No, this tree is the result of a post I put on my Facebook Farmer's group saying I would happily pick up your Christmas tree if it were outside and not too big to fit in a Eurovan. I got two trees yesterday and I will probably pick up a few more this week. I'm thinking that after the goats turn them into skeletons, I may stuff them into the chicken coop to provide some natural roosting areas.
Tuesday, December 23, 2014
|Christmas 2012 in Abuelita's house|
Christmas in Oaxaca begins on December 16th. For the nine days leading up to Christmas, there are Posadas, a celebration, a reenactment of the journey of Mary and Joseph before Christ's birth that moves from house to house and involves pinatas, singing, and food. Although parish-based, Posadas truly are open to everyone, including random tourists who are brave enough to accept a waved invitation.
Aside from the posadas, there is a nearly endless string of parties and visits. Everyone wants to entertain at Christmastime, and pretty much everyone does. On Christmas eve, the neighborhood Posada finishes its nine-day journey at the local church; there is a big street festival and mass is spoken, and then everyone heads home for a big, late dinner. And then that's it; that's Christmas. Christmas morning is for nursing hangovers and - eventually - cleaning up. Gifts are reserved for Epiphany, on January 6th, and are pretty much just tokens.
In many ways, Christmas in Oaxaca is a lot less stressful, not to mention expensive. The holiday is much more about events - parties, mass, going downtown to look at the decorations, visiting family - and much less about spending money and gifts. Of course, it is still expensive and stressful to entertain visiting family. The average American family might be totally aghast at the thought of hosting three or four different families, sequentially or simultaneously, and feeding them all and being gracious for weeks on end. Or at the thought of throwing six to eight parties during the Christmas season instead of one. Personally I'm thankful to not be hosting any parties at all.
I am, though, doing Christmas eve dinner. Just here at home, and the only invited guest is P., Rowan's ex-boyfriend, who is leaving Christmas day on a greyhound to go back to the mid-west from whence he came. We love P. and will miss him, and are glad to have him with us. So I'm only cooking for six, which is fewer than the number of people cooked for every single day last year, when P. and the cousins Alehida and Shidezi were living with us. But of course it has to be special.
I asked Homero what he wanted for Christmas eve dinner, and he said "Roast chicken, but not like you make it. I want it like my grandma makes it. And also the noodles she makes. And the potato salad."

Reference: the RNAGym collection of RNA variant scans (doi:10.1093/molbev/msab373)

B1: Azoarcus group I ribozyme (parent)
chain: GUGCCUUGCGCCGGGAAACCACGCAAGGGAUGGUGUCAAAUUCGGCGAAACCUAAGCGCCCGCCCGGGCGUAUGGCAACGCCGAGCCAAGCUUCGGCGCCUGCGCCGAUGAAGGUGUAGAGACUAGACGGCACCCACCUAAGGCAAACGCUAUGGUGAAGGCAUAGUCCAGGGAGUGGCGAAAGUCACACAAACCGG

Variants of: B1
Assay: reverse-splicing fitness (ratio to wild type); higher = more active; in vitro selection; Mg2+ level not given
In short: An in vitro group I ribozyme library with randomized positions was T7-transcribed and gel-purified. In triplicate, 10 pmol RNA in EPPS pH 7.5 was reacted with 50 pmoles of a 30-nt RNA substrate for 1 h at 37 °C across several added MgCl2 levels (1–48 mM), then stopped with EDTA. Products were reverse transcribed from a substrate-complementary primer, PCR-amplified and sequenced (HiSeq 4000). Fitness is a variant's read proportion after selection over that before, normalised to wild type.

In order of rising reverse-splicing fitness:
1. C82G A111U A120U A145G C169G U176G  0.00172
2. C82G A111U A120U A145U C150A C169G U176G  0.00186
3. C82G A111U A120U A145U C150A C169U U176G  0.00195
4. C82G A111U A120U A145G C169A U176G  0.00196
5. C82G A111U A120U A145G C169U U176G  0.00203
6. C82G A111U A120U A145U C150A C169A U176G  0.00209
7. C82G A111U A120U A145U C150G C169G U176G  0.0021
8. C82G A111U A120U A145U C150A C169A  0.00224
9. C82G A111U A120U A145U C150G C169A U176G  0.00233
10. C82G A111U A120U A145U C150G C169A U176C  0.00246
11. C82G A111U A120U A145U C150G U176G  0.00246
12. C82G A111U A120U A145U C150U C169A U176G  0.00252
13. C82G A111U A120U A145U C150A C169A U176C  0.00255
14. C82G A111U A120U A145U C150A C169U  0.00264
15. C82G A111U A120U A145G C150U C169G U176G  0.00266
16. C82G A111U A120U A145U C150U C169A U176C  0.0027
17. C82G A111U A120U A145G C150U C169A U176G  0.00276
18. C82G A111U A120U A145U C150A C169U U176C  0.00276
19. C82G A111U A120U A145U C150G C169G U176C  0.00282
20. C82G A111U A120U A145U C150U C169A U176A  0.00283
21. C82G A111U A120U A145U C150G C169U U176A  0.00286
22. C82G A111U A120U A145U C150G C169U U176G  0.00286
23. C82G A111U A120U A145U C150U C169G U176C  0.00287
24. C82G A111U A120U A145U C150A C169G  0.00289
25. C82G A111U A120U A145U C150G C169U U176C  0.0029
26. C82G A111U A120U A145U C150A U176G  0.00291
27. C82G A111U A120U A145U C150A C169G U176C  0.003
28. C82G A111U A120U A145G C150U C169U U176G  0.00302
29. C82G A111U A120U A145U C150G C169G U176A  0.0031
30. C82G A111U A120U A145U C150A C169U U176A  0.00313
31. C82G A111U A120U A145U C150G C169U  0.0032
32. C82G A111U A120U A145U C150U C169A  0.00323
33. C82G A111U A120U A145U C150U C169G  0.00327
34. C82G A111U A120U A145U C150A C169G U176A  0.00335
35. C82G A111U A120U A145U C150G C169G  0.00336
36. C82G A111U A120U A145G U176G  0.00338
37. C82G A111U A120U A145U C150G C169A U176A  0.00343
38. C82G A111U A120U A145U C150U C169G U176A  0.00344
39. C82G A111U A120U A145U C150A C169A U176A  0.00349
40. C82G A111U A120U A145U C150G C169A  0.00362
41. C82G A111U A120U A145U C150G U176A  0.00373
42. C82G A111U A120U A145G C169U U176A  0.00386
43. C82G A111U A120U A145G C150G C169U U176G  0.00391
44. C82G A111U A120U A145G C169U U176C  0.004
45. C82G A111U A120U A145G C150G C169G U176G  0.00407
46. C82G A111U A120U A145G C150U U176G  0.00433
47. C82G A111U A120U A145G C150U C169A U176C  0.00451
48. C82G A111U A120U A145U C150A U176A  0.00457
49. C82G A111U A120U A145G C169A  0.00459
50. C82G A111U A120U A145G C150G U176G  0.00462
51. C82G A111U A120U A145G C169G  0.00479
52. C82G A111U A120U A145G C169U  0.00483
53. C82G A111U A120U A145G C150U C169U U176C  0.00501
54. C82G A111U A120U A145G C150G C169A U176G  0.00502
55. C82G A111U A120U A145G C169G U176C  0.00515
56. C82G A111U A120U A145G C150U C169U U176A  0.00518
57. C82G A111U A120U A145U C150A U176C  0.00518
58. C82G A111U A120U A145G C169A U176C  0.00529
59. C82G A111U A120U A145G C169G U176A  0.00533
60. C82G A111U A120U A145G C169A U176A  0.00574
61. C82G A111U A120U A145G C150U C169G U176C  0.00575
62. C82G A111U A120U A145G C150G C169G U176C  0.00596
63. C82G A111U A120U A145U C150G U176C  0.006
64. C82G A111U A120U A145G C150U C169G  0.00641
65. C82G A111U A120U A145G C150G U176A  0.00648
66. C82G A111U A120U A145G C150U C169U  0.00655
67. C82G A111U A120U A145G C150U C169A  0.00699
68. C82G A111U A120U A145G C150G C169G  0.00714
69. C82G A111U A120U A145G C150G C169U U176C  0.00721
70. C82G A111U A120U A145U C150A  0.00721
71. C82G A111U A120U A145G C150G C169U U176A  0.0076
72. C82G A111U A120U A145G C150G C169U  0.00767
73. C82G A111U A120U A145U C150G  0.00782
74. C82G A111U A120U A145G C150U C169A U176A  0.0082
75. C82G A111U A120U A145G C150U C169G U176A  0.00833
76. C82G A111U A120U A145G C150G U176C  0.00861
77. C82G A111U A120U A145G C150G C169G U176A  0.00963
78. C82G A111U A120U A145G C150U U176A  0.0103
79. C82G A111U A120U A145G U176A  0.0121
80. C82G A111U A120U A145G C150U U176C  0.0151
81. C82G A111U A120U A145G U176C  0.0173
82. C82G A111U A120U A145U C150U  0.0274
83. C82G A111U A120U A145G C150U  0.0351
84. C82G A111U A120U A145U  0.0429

If there's one thing I think all us wives can agree we don't like to hear about our cooking, it's that "it's not like Grandma used to make." Especially if Grandma happens to come from an entirely different country with different, unavailable ingredients. At least I have the advantage of having eaten Grandma's Christmas eve roast chicken. It is, indeed, delicious. I think I can come up with a pretty good approximation. Also it is true that Grandma herself showed me how to make her guajillo salsa, which is, as Homero says, "good enough to make you eat the tablecloth where it spilled."
Saturday, December 20, 2014
Last week there was a major windstorm. They were building it up in the media for a week ahead of time - "likely the biggest windstorm since the great storm of '06," that kind of thing. The Pacific Northwest in general is not known for it's extreme weather - quite the opposite, in fact. Steady, gentle rain is pretty much our speed. We seldom have thunderstorms, and whenever there's more than three inches of snow everybody gets all in a dither. Major storms are relatively rare events.
However, we, here on our little ridge above the water, do get quite a bit of strong wind. It's quite ordinary for us to get steady strong wind for days at a time, and gusts that feel close to violent are commonplace all through the winter. We've been approached by a local wind energy group about putting a major tower on our property, one that would power fifty to eighty homes. That ought to give you some idea of the kind of wind we reliably experience (that won't happen, by the way. We were seriously considering it, but then our shortsighted county slapped a moratorium on all windmills larger than those required to power a single home).